Defining Goals

Everyone has goals. Sometimes a goal is as simple as making it though the day or as complex as solving world hunger. The real problem with goals, bad goals, is that they advocate ill-formed often simplistic ideals that provide little to no sense of direction.

Take the falling popular goals:

  • Make it though the day
  • Lose weight
  • Be a millionaire
  • Fall in love
  • Make more money
  • Be more creative
  • Be more organized
  • Be more spontaneous

These goals, while good starts, don’t give the direction needed to truly take action and have measurable success. One of the reasons why people don’t accomplish goals is they don’t have clear goals.

What does it mean to lose weight? Technically you have accomplished this goal if you weigh an ounce less for a second.

What does it mean to make it through the day? Well even if you get hit by a truck and end up in the hospital in surgery, you have made it through the day.

What does it mean to be more organized? You can spend hours alphabetizing your dvds and arranging your books by the dewey-decimal system. Does that truly help you be more organized in a way that affects your every day life?

What does it mean to make more money? You can find a penny on the street and you have more money.

When a goal is clearly defined, steps to accomplish it become more clear, so accomplishing the goal becomes a clear rewarding path instead of jumbled mess of tries and frustration.

Middle of the range goals are better defined but still lack concrete direction.

  • Eat well
  • Exercise
  • Stop the kids from killing each other
  • Find a boyfriend or girlfriend
  • Buy a house
  • Volunteer
  • Go out of the house more

While these goals are better defined, they still lack concrete direction. Eat well and exercise fall under the item listed lose weight. They are better goals because they give direction, but they don’t explain what the end goal is or how to get there.

A goal such as, get out of the house more, how is that measurable? Technically, this goal is fulfilled by being sent to jail for life.

Finding a boyfriend or girlfriend is accomplished by dating someone, anyone, weather they are a sports freak to the extreme, very needy, or a junkie.

I find it easiest to break goals down into daily, monthly, yearly, and lifetime goals.

Lifetime goals and stretch goals are not handled in this post because they are a different subject matter. Instead, I am focusing on the days, weeks, months, and years we have to accomplish dreams.

I find it easiest to start at the year mark and work back. The year goals are what I will accomplish in the next year and each breakdown explains how to reach that goal.

To see how this works, I am creating a hypothetical person named Lisa. Lisa is 30 pounds or so over weight. She wants to weigh 130. She feels as if she is either at home or working. She wants a life with a boyfriend and activities to do. She wants some fun in her life. Her work life is ok, but nothing great, she makes enough to eat, but the job can be quite stressful.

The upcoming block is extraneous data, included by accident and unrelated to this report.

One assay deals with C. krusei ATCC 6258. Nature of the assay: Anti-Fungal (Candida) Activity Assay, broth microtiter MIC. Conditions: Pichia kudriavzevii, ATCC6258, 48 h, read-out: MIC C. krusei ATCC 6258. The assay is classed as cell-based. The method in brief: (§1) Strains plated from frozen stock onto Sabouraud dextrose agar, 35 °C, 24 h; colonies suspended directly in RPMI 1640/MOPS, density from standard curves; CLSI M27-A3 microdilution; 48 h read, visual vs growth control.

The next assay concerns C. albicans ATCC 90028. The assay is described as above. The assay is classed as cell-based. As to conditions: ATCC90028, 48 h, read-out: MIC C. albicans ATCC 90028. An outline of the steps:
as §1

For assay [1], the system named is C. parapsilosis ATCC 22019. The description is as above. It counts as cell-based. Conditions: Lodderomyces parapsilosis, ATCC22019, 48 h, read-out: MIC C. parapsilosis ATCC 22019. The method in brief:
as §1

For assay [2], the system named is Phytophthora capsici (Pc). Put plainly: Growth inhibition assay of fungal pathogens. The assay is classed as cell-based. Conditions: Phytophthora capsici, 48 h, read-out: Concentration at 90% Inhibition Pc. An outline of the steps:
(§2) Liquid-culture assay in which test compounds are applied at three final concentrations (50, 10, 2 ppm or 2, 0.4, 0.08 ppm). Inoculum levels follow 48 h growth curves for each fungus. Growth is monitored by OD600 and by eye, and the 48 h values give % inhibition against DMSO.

If Lisa took this approach to her goals, she would write them as follows:


  • Lose 30 pounds by diet and exercise
  • Find a boyfriend who loves to be with me and do activities. (There is a lot more to this, I will write about this in another post)
  • Find a new job with less stress and more money.


  • Speak with at least 4 people who are good business contacts that I know, and send them my resume.
  • Go out, even if it is all by myself, 6 times. Invite friends every time.
  • Join 1 new group I am interested in.
  • Read 2 books on nutrition (not fad diet books)
  • Be able to run 1 mile in 10 minutes(every month the number increased by 1 until 12 is it and the time is increased by 10 minutes, then redefine)


  • Do 1 hour of physical activity (hiking, rollerblading, snowball fights, skiing, walking, paintball, basketball, racquetball, weight train, swim, jog, etc)
  • Check and career builder every day and submit for jobs I am qualified for.
  • Watch no more then 30 minutes of TV

Lisa now has a clear list of things she needs to do every day that will help accomplish her goals. Both her monthly and daily goals address her need to go out, be fit, meet people, and find a new job. Her goal of joining a new club can serve two purposes because she may chose to join a hiking club which will get her out with lots of exercise and out with people. By following her easy daily goals, and keeping on track with her monthly goals, she is able to do wonders. A typical day for Lisa might look like this.

  • 6 :Wake up at
  • 6 – 7 :Go out for a jog/walk from
  • 7-8 :get ready for work and drive there
  • 8-6 : work and drive home
  • 6-7 : eat while checking out the new job postings
  • 7-10 out at new activity which is a volleyball league
  • 10 : Go to bed, read new nutrition book until lights out.

Lisa gets to have fun, see friends, gets about 3 hours of exercise in, meets new people, focuses on finding a new job, and gets to bed after a day that has gotten her a couple steps closer to where she wants to be.

I find that I pay a lot more attention to my goals when I write them down and have a clear idea of where I am going and what the rewards are. I usually even write down on a daily planner what my daily and monthly goals are and check them off. I know when I hit the mark, and when I don’t.

What are your goals? Are your goals clearly defined or are they some far away seemly impossible blob someone in the distant future?


Adrienne :)

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3 Responses to “Defining Goals”

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